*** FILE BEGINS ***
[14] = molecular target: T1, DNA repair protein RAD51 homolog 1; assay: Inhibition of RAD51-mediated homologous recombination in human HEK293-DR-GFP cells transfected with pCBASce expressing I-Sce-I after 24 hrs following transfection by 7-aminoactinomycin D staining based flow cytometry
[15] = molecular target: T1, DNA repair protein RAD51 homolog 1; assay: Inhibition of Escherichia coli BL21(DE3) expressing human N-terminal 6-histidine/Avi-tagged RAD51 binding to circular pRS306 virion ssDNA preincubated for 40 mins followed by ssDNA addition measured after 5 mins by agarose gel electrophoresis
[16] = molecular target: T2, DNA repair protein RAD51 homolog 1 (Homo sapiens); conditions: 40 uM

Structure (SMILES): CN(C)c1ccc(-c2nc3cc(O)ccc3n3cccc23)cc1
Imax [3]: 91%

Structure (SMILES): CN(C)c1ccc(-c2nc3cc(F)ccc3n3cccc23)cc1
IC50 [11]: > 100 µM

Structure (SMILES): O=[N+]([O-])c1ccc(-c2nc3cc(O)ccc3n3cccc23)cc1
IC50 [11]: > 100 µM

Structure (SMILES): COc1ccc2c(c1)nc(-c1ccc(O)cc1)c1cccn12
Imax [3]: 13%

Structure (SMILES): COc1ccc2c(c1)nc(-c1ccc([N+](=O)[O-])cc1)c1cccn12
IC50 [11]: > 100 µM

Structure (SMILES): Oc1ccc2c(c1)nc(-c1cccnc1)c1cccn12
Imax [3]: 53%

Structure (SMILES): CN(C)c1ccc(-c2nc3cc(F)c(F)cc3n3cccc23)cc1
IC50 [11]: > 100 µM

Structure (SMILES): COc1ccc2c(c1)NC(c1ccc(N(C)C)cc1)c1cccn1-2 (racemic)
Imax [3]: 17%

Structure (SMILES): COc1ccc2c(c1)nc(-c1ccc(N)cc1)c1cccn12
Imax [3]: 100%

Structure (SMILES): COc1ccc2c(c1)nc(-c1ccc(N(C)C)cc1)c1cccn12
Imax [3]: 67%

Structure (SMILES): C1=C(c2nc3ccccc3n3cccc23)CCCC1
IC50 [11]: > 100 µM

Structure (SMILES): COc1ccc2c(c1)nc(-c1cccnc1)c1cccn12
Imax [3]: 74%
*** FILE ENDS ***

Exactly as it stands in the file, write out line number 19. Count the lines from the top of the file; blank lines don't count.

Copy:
Imax [3]: 17%